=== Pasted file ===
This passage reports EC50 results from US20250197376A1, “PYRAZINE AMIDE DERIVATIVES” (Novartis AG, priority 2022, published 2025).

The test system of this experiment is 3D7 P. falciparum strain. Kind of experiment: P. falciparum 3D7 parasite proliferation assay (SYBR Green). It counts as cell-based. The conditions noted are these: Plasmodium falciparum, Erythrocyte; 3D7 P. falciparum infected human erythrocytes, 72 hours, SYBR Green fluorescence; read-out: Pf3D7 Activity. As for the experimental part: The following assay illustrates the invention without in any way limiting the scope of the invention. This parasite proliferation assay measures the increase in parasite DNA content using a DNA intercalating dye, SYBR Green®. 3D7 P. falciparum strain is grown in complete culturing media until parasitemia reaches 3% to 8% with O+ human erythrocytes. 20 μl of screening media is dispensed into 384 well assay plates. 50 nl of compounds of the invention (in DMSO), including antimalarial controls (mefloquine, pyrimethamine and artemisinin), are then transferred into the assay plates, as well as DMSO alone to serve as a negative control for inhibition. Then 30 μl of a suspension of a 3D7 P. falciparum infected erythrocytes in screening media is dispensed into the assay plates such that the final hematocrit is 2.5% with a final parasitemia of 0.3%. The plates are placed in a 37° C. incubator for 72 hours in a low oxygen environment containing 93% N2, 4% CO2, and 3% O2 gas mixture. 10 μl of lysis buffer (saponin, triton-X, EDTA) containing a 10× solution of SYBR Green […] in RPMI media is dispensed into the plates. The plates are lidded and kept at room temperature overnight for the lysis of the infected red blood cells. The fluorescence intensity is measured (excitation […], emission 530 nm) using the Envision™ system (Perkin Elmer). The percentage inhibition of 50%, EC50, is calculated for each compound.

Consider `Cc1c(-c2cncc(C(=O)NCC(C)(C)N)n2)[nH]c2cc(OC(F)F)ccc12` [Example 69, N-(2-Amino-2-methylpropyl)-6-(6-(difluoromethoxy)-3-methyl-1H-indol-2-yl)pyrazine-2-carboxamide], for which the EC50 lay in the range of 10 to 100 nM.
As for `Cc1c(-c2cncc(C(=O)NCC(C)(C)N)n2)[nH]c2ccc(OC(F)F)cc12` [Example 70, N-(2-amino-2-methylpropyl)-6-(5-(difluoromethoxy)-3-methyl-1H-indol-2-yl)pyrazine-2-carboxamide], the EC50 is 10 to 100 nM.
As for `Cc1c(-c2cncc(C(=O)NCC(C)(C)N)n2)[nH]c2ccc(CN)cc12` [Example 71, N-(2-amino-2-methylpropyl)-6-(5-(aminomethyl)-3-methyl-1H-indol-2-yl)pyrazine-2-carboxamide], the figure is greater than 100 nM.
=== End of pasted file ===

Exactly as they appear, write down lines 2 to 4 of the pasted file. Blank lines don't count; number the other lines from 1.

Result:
The test system of this experiment is 3D7 P. falciparum strain. Kind of experiment: P. falciparum 3D7 parasite proliferation assay (SYBR Green). It counts as cell-based. The conditions noted are these: Plasmodium falciparum, Erythrocyte; 3D7 P. falciparum infected human erythrocytes, 72 hours, SYBR Green fluorescence; read-out: Pf3D7 Activity. As for the experimental part: The following assay illustrates the invention without in any way limiting the scope of the invention. This parasite proliferation assay measures the increase in parasite DNA content using a DNA intercalating dye, SYBR Green®. 3D7 P. falciparum strain is grown in complete culturing media until parasitemia reaches 3% to 8% with O+ human erythrocytes. 20 μl of screening media is dispensed into 384 well assay plates. 50 nl of compounds of the invention (in DMSO), including antimalarial controls (mefloquine, pyrimethamine and artemisinin), are then transferred into the assay plates, as well as DMSO alone to serve as a negative control for inhibition. Then 30 μl of a suspension of a 3D7 P. falciparum infected erythrocytes in screening media is dispensed into the assay plates such that the final hematocrit is 2.5% with a final parasitemia of 0.3%. The plates are placed in a 37° C. incubator for 72 hours in a low oxygen environment containing 93% N2, 4% CO2, and 3% O2 gas mixture. 10 μl of lysis buffer (saponin, triton-X, EDTA) containing a 10× solution of SYBR Green […] in RPMI media is dispensed into the plates. The plates are lidded and kept at room temperature overnight for the lysis of the infected red blood cells. The fluorescence intensity is measured (excitation […], emission 530 nm) using the Envision™ system (Perkin Elmer). The percentage inhibition of 50%, EC50, is calculated for each compound.

Consider `Cc1c(-c2cncc(C(=O)NCC(C)(C)N)n2)[nH]c2cc(OC(F)F)ccc12` [Example 69, N-(2-Amino-2-methylpropyl)-6-(6-(difluoromethoxy)-3-methyl-1H-indol-2-yl)pyrazine-2-carboxamide], for which the EC50 lay in the range of 10 to 100 nM.
As for `Cc1c(-c2cncc(C(=O)NCC(C)(C)N)n2)[nH]c2ccc(OC(F)F)cc12` [Example 70, N-(2-amino-2-methylpropyl)-6-(5-(difluoromethoxy)-3-methyl-1H-indol-2-yl)pyrazine-2-carboxamide], the EC50 is 10 to 100 nM.